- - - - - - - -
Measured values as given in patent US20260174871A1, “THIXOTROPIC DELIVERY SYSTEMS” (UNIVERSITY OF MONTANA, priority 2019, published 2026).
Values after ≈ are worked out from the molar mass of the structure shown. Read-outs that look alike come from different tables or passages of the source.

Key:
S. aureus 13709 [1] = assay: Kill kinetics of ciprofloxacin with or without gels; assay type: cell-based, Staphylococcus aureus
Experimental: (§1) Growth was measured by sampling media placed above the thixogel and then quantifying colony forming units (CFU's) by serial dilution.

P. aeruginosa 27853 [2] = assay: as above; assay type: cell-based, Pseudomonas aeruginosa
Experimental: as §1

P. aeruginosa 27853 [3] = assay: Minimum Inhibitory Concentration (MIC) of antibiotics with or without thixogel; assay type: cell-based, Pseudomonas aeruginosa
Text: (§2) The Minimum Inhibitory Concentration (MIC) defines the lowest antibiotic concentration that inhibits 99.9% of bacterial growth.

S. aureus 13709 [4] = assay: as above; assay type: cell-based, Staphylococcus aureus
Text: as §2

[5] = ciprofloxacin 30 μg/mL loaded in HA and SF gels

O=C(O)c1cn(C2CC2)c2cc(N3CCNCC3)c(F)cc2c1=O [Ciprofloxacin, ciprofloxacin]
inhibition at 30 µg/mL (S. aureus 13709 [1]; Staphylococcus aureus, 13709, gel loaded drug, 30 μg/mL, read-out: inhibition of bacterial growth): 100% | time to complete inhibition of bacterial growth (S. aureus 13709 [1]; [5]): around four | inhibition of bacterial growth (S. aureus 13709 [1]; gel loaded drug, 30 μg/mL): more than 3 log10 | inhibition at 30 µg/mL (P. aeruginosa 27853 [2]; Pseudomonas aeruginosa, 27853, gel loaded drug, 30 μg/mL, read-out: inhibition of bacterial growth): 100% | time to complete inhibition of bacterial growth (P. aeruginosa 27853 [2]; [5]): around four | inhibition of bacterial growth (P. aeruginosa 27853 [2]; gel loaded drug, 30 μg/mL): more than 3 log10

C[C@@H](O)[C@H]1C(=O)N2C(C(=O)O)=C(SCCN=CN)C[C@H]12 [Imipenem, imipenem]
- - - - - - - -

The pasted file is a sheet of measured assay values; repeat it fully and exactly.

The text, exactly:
Measured values as given in patent US20260174871A1, “THIXOTROPIC DELIVERY SYSTEMS” (UNIVERSITY OF MONTANA, priority 2019, published 2026).
Values after ≈ are worked out from the molar mass of the structure shown. Read-outs that look alike come from different tables or passages of the source.

Key:
S. aureus 13709 [1] = assay: Kill kinetics of ciprofloxacin with or without gels; assay type: cell-based, Staphylococcus aureus
Experimental: (§1) Growth was measured by sampling media placed above the thixogel and then quantifying colony forming units (CFU's) by serial dilution.

P. aeruginosa 27853 [2] = assay: as above; assay type: cell-based, Pseudomonas aeruginosa
Experimental: as §1

P. aeruginosa 27853 [3] = assay: Minimum Inhibitory Concentration (MIC) of antibiotics with or without thixogel; assay type: cell-based, Pseudomonas aeruginosa
Text: (§2) The Minimum Inhibitory Concentration (MIC) defines the lowest antibiotic concentration that inhibits 99.9% of bacterial growth.

S. aureus 13709 [4] = assay: as above; assay type: cell-based, Staphylococcus aureus
Text: as §2

[5] = ciprofloxacin 30 μg/mL loaded in HA and SF gels

O=C(O)c1cn(C2CC2)c2cc(N3CCNCC3)c(F)cc2c1=O [Ciprofloxacin, ciprofloxacin]
inhibition at 30 µg/mL (S. aureus 13709 [1]; Staphylococcus aureus, 13709, gel loaded drug, 30 μg/mL, read-out: inhibition of bacterial growth): 100% | time to complete inhibition of bacterial growth (S. aureus 13709 [1]; [5]): around four | inhibition of bacterial growth (S. aureus 13709 [1]; gel loaded drug, 30 μg/mL): more than 3 log10 | inhibition at 30 µg/mL (P. aeruginosa 27853 [2]; Pseudomonas aeruginosa, 27853, gel loaded drug, 30 μg/mL, read-out: inhibition of bacterial growth): 100% | time to complete inhibition of bacterial growth (P. aeruginosa 27853 [2]; [5]): around four | inhibition of bacterial growth (P. aeruginosa 27853 [2]; gel loaded drug, 30 μg/mL): more than 3 log10

C[C@@H](O)[C@H]1C(=O)N2C(C(=O)O)=C(SCCN=CN)C[C@H]12 [Imipenem, imipenem]